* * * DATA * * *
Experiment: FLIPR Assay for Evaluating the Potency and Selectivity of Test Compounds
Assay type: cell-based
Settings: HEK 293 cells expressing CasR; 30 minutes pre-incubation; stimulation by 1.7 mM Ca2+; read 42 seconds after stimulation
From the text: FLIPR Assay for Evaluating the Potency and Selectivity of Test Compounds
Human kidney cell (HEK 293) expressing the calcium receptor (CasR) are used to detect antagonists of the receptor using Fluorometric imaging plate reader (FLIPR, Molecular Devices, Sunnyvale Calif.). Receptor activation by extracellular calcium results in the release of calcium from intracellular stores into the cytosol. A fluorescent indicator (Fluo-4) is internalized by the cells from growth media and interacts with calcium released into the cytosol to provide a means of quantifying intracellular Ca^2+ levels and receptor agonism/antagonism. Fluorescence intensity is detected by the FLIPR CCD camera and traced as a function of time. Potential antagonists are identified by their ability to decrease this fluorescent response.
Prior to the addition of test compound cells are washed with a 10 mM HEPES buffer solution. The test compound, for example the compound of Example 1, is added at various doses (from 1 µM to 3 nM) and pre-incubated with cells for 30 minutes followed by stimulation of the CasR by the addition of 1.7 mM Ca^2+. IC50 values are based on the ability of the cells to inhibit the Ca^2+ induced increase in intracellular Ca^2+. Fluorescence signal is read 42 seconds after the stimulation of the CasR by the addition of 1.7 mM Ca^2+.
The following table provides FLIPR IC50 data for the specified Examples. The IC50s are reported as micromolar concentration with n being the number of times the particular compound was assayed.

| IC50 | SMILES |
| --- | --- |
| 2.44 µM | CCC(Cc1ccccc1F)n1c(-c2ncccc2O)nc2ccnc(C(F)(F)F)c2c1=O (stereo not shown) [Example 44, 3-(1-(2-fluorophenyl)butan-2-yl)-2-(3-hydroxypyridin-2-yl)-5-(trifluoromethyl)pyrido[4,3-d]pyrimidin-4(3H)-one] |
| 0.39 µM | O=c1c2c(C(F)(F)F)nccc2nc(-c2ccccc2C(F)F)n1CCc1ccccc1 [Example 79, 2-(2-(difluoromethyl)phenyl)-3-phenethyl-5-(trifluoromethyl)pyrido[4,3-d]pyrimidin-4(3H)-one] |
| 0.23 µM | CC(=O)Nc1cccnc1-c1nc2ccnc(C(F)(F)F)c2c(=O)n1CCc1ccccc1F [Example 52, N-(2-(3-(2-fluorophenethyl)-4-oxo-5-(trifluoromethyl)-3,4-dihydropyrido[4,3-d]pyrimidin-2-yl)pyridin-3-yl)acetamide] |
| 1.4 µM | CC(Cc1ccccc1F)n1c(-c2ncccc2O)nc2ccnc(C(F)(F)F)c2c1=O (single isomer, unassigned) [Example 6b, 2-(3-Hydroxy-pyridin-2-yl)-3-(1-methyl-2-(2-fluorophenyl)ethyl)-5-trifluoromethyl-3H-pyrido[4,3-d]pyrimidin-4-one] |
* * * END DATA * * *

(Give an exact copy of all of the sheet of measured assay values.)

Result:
Experiment: FLIPR Assay for Evaluating the Potency and Selectivity of Test Compounds
Assay type: cell-based
Settings: HEK 293 cells expressing CasR; 30 minutes pre-incubation; stimulation by 1.7 mM Ca2+; read 42 seconds after stimulation
From the text: FLIPR Assay for Evaluating the Potency and Selectivity of Test Compounds
Human kidney cell (HEK 293) expressing the calcium receptor (CasR) are used to detect antagonists of the receptor using Fluorometric imaging plate reader (FLIPR, Molecular Devices, Sunnyvale Calif.). Receptor activation by extracellular calcium results in the release of calcium from intracellular stores into the cytosol. A fluorescent indicator (Fluo-4) is internalized by the cells from growth media and interacts with calcium released into the cytosol to provide a means of quantifying intracellular Ca^2+ levels and receptor agonism/antagonism. Fluorescence intensity is detected by the FLIPR CCD camera and traced as a function of time. Potential antagonists are identified by their ability to decrease this fluorescent response.
Prior to the addition of test compound cells are washed with a 10 mM HEPES buffer solution. The test compound, for example the compound of Example 1, is added at various doses (from 1 µM to 3 nM) and pre-incubated with cells for 30 minutes followed by stimulation of the CasR by the addition of 1.7 mM Ca^2+. IC50 values are based on the ability of the cells to inhibit the Ca^2+ induced increase in intracellular Ca^2+. Fluorescence signal is read 42 seconds after the stimulation of the CasR by the addition of 1.7 mM Ca^2+.
The following table provides FLIPR IC50 data for the specified Examples. The IC50s are reported as micromolar concentration with n being the number of times the particular compound was assayed.

| IC50 | SMILES |
| --- | --- |
| 2.44 µM | CCC(Cc1ccccc1F)n1c(-c2ncccc2O)nc2ccnc(C(F)(F)F)c2c1=O (stereo not shown) [Example 44, 3-(1-(2-fluorophenyl)butan-2-yl)-2-(3-hydroxypyridin-2-yl)-5-(trifluoromethyl)pyrido[4,3-d]pyrimidin-4(3H)-one] |
| 0.39 µM | O=c1c2c(C(F)(F)F)nccc2nc(-c2ccccc2C(F)F)n1CCc1ccccc1 [Example 79, 2-(2-(difluoromethyl)phenyl)-3-phenethyl-5-(trifluoromethyl)pyrido[4,3-d]pyrimidin-4(3H)-one] |
| 0.23 µM | CC(=O)Nc1cccnc1-c1nc2ccnc(C(F)(F)F)c2c(=O)n1CCc1ccccc1F [Example 52, N-(2-(3-(2-fluorophenethyl)-4-oxo-5-(trifluoromethyl)-3,4-dihydropyrido[4,3-d]pyrimidin-2-yl)pyridin-3-yl)acetamide] |
| 1.4 µM | CC(Cc1ccccc1F)n1c(-c2ncccc2O)nc2ccnc(C(F)(F)F)c2c1=O (single isomer, unassigned) [Example 6b, 2-(3-Hydroxy-pyridin-2-yl)-3-(1-methyl-2-(2-fluorophenyl)ethyl)-5-trifluoromethyl-3H-pyrido[4,3-d]pyrimidin-4-one] |